Apple store employee: iPhone battery replacement is a mess

“Apple was quick to rectify the ‘random shut down’ issue affecting some iPhones by offering in-store battery replacements for affected customers,” Luke Dormehl reports for Cult of Mac. “Unfortunately, it seems that already-busy Apple store employees aren’t too happy about it.”

“According to a longtime Genius Bar guru, given that each replacement takes between 20-45 minutes, and staff are seeing 15-30 replacements per day, it’s quickly adding up to ‘more than we replace,'” Dormehl reports. “It would be one thing if this was only affecting employees, but customers are also bearing the brunt of it due to lengthy delays and other challenges.”

Dormehl reports, “‘There is no real plan on how to actually get these done,’ the Apple store employee told Business Insider. ‘Most stores are short-staffed, and they book us too much for appointments, so Geniuses are taking two to three appointments at a time. But we have these [battery replacements] come in nonstop.'”

Read more in the full article here.

MacDailyNews Take: Apple Stores, especially this time of year, are generally clusterfscks that are best avoided at all costs. And that’s from us; we usually get excited to go to the Apple Store – any Apple Store.

Now, we’re not retail experts, but imparting that impression to your customers doesn’t seem like the soundest retail strategy to us.

SEE ALSO:
Apple offers free battery replacement for ‘very small number’ of iPhone 6s units with unexpected shutdown issue – November 21, 2016

20 Comments

  1. Idea: Bite the shipping costs bullet and have ALL of these devices RUSH shipped to one well-staffed location for immediate battery replacement, then RUSH shipped back again.

    There has to be a better plan in the system for catastrophic problems than dumping an impossible workload on the geniuses. This is how to ruin employee morale, not to mention customer morale. Been there, hated that.

    1. Or distribute the same staff that would be at this rush location, to the various stores.

      No matter how fast, a rush shipping out of the physical store, even within the same city, will still take longer than the hour or two wait if it’s done in-house. My own 6s battery was replaced and ready for me after an hour.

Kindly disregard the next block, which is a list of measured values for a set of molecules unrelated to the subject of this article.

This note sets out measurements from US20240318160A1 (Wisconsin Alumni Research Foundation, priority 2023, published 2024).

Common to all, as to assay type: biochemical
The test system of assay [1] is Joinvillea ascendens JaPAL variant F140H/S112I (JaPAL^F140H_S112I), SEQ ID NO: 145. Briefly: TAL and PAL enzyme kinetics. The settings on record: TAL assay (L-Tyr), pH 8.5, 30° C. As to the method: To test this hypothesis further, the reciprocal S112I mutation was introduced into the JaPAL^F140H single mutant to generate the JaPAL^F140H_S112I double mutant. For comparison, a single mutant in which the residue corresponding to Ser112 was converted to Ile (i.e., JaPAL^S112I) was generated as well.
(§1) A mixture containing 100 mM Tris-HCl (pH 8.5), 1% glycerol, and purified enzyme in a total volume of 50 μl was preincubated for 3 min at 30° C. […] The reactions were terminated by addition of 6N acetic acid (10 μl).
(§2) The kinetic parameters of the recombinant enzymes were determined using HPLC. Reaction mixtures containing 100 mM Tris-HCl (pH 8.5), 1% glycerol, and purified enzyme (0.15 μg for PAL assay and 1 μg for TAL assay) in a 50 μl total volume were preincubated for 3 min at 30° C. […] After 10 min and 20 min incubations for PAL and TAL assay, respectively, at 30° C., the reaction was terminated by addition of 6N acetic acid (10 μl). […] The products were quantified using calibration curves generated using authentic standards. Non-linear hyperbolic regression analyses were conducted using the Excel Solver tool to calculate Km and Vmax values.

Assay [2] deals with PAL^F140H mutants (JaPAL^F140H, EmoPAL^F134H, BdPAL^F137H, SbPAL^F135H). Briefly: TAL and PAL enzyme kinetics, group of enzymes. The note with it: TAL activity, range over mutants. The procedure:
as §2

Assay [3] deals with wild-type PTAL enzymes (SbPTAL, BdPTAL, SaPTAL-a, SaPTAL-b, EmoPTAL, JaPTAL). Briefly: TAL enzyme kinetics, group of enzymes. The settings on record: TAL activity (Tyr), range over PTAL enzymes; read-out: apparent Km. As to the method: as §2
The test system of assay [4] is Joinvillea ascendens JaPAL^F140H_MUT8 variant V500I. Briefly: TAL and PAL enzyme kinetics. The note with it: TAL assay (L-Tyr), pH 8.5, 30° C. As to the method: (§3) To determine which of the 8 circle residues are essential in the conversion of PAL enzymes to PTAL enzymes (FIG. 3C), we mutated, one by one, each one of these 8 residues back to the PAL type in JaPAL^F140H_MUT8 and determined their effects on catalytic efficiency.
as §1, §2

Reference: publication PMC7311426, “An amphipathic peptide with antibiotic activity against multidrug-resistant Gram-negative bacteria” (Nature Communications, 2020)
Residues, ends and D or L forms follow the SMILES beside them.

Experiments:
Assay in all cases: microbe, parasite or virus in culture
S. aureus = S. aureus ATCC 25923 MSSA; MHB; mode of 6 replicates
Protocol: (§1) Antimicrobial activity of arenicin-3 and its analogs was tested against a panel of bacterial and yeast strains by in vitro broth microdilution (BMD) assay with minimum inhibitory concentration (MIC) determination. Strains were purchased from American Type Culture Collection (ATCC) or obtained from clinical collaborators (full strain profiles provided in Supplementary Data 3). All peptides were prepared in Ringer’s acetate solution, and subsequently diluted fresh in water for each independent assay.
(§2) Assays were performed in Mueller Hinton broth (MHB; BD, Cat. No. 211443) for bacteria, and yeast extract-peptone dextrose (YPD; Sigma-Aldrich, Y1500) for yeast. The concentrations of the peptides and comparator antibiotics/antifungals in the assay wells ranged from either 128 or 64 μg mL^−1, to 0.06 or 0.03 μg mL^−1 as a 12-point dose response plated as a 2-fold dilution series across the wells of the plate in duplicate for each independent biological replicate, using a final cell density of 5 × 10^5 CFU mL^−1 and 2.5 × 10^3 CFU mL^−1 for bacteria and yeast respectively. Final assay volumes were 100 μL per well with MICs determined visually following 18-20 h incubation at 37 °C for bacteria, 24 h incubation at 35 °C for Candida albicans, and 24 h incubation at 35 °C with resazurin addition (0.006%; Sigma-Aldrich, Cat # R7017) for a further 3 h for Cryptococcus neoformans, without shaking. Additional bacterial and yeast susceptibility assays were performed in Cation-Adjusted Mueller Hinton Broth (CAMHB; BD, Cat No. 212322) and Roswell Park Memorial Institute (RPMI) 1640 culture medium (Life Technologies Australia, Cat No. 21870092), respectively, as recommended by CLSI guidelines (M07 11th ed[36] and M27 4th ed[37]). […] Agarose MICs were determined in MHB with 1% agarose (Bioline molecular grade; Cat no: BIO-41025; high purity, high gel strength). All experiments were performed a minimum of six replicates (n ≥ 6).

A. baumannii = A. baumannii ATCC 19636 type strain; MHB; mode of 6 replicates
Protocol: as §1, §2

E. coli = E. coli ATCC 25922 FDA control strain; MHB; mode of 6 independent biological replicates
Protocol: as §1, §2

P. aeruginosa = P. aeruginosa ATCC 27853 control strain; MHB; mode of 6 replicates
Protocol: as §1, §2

2. I experienced this first hand. When I learned about the battery replacement program, and confirmed that my iPhone 6S was effected, I scheduled an appointment at the closest Apple Store, which is about 30 miles away.
    I arrived for my appointment about 10 minutes early, and had to wait 10-15 minutes past my appointment time before an employee was available. He confirmed the serial number on my phone, and then said that they’d call me back when they had a battery available.
    Needless to say, I was a bit surprised. After all, the appointment was to *replace the battery*, not for an employee to simply look at my phone and confirm that I typed in the correct serial number. I wasted about 2.5 hours of my time just for an Apple Store employee to confirm a serial number. The employee told me that they’re having everybody make two visits for the battery replacement program, as they’ve had issues with people miss-entering their serial numbers in Apple’s program web site. There was no mention of this when I scheduled the appointment, nor on the battery replacement program web site. I raised a complaint with Apple Customer Service, and the rep I spoke with there said that he had never heard of something like this before, that if an appointment to replace a battery is made, a battery should be on hand.
    It seems that Apple, the company, is performing less and less well by their customers these days. Between apparently poorly planned out service programs, improperly staffed stores, and product lines that are sorely out of date, it makes one wonder what happened to the company. It seems that the “bean counters” are in charge, and simply looking to maximize profit over all other considerations. I’d expect this from Microsoft, not Apple.